We need safe spaces for girls who have been abused to show their faces and tell their stories. These girls still deserve protection even as they tell their stories so that our girls are not commodified. We need to be responsible for the safe spaces that we create for our girls to tell their stories. Lastly it is about engaging in policy work in a sustained way, and about engaging with traditional leaders in a sustained way. Changing norms takes time but we should not apologise for it. There is little work targeting girls in marriage who need an opportunity in life and who need a re-focus on their lives. It is about the 15 million girls married every year, which means 15 million adult men abuse girls every year. We need to move from male involvement to engaging our men for change. In addition there are another 15 million men authorising these marriages, and in total 30 million me supporting child marriages. This has to stop in the new Africa that we are creating."
Below are some of the stories shared by survivors of forced marriages from Zimbabwe and Malawi. Their names and pictures have been withheld for their rights protection:
“My name is Linda (Not her real name). I am fourteen years old, and I come from Malawi. I was married off at the age of 12, and at 13 I gave birth to a baby girl. I could not live with the husband because I faced a lot of problems, so I went back to live with my mother and father. My father started beating up my mother, and also beating me up. My mother ran away to the city and left me alone. I was desperate for help, so another man came and asked me to marry him. I agreed, because I needed refuge. The man turned out to be abusive again. I sought help form traditional systems around, until the YWCA heard about my hardships and got me out of my dilemma. I am now living with my grandparents. I have joined YWCA, and I look for work selling provisionals around on behalf of other people to sustain myself and my babies.”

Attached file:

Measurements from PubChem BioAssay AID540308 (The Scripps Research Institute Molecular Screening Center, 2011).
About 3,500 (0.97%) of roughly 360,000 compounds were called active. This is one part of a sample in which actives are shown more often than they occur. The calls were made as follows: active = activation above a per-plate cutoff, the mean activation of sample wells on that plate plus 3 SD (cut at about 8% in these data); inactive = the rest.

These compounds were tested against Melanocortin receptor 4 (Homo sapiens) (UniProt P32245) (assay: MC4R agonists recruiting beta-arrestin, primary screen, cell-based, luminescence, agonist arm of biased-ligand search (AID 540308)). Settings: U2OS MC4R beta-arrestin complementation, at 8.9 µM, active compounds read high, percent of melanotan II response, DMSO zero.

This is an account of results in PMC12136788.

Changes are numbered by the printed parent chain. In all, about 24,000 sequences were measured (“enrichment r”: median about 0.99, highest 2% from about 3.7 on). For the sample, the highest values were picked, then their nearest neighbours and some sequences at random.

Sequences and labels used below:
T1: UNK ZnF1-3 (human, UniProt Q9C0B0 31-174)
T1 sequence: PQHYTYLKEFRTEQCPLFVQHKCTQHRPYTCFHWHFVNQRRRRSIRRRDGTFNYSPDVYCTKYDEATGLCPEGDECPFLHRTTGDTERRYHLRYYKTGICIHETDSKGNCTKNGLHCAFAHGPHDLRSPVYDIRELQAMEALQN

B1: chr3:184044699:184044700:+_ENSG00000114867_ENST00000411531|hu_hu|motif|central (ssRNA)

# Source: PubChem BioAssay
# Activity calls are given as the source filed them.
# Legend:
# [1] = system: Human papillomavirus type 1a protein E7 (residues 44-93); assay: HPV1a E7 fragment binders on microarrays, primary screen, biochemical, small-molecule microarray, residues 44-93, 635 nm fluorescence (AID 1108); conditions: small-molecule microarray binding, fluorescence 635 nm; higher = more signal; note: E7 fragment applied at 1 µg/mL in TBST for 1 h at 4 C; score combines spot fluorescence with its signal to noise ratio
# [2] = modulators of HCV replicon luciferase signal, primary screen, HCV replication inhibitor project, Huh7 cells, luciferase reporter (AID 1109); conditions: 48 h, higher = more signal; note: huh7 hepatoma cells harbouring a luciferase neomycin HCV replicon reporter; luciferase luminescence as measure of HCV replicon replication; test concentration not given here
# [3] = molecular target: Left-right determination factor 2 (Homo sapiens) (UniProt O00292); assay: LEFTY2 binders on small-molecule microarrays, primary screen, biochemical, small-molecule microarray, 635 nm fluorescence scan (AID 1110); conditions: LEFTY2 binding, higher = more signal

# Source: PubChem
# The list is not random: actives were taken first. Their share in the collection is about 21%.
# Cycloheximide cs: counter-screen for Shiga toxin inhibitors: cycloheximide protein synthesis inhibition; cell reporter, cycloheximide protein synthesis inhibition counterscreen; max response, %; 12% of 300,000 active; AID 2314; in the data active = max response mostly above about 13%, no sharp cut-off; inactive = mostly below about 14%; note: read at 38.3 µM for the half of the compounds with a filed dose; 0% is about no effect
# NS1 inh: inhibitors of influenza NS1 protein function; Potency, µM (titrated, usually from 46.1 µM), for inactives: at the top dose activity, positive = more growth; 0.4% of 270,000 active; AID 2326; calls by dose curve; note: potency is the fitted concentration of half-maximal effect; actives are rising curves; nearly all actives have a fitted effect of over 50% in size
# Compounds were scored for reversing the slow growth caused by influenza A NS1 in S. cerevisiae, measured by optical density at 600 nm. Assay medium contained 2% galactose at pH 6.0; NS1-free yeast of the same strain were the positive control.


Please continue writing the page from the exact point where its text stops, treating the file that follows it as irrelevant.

I come from Zimbabwe, and I am 20 years old. I was married off at 16, and gave birth to a pre-term baby girl. At seventeen I gave birth to another pre-term baby boy. I had a vision become a lawyer but it was thwarted. I am married and staying with my in-laws. I have become a voluntary ambassador for no to child marriages campaign and get help from Groots Zimbabwe. I am working with local NGOs in my country to align the marriage Acts to the Constitution for the benefit of women.”
In closing her speech, Nyaradzai echoed the dream that all women currently share, "We anticipate the implementation of the African position on child marriages that African presidents will be adopting at this AU summit."
GIMAC has for the first time created an intergenerational space for young women and girls to engage with their elders to take issues up for political intervention and policy formulation. Well done Goodwil Ambassador Nyaradzai for presenting a real epitome of transformational leadership, and for mentoring the young girls to refuse patriarchal models and re-create the woman they want to be.